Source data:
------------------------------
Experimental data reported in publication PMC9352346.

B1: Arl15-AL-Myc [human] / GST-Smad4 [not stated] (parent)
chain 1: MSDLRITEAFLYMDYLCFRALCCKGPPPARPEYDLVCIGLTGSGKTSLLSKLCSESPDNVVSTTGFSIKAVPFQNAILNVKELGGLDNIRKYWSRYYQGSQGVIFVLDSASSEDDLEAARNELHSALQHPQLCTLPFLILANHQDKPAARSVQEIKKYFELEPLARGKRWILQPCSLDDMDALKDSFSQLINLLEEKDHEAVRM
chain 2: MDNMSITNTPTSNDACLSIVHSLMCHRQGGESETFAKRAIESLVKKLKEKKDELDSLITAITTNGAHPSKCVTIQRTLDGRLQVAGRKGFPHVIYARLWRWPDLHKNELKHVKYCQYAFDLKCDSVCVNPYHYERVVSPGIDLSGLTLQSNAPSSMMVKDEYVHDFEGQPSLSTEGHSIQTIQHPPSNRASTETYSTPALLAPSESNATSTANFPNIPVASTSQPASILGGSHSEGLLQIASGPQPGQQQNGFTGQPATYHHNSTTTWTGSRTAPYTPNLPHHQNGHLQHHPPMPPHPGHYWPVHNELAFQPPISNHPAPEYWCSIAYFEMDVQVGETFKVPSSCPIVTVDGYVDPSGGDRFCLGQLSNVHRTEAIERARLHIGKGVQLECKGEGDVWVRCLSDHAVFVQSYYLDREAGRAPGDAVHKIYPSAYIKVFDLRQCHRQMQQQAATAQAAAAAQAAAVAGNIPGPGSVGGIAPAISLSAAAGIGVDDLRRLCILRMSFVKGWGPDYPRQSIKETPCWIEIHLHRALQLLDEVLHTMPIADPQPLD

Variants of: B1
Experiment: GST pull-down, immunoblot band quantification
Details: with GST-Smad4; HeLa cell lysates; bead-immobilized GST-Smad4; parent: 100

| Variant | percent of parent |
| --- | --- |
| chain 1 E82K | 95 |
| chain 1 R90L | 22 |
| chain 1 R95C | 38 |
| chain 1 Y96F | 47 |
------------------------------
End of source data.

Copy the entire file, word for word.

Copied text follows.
Experimental data reported in publication PMC9352346.

B1: Arl15-AL-Myc [human] / GST-Smad4 [not stated] (parent)
chain 1: MSDLRITEAFLYMDYLCFRALCCKGPPPARPEYDLVCIGLTGSGKTSLLSKLCSESPDNVVSTTGFSIKAVPFQNAILNVKELGGLDNIRKYWSRYYQGSQGVIFVLDSASSEDDLEAARNELHSALQHPQLCTLPFLILANHQDKPAARSVQEIKKYFELEPLARGKRWILQPCSLDDMDALKDSFSQLINLLEEKDHEAVRM
chain 2: MDNMSITNTPTSNDACLSIVHSLMCHRQGGESETFAKRAIESLVKKLKEKKDELDSLITAITTNGAHPSKCVTIQRTLDGRLQVAGRKGFPHVIYARLWRWPDLHKNELKHVKYCQYAFDLKCDSVCVNPYHYERVVSPGIDLSGLTLQSNAPSSMMVKDEYVHDFEGQPSLSTEGHSIQTIQHPPSNRASTETYSTPALLAPSESNATSTANFPNIPVASTSQPASILGGSHSEGLLQIASGPQPGQQQNGFTGQPATYHHNSTTTWTGSRTAPYTPNLPHHQNGHLQHHPPMPPHPGHYWPVHNELAFQPPISNHPAPEYWCSIAYFEMDVQVGETFKVPSSCPIVTVDGYVDPSGGDRFCLGQLSNVHRTEAIERARLHIGKGVQLECKGEGDVWVRCLSDHAVFVQSYYLDREAGRAPGDAVHKIYPSAYIKVFDLRQCHRQMQQQAATAQAAAAAQAAAVAGNIPGPGSVGGIAPAISLSAAAGIGVDDLRRLCILRMSFVKGWGPDYPRQSIKETPCWIEIHLHRALQLLDEVLHTMPIADPQPLD

Variants of: B1
Experiment: GST pull-down, immunoblot band quantification
Details: with GST-Smad4; HeLa cell lysates; bead-immobilized GST-Smad4; parent: 100

| Variant | percent of parent |
| --- | --- |
| chain 1 E82K | 95 |
| chain 1 R90L | 22 |
| chain 1 R95C | 38 |
| chain 1 Y96F | 47 |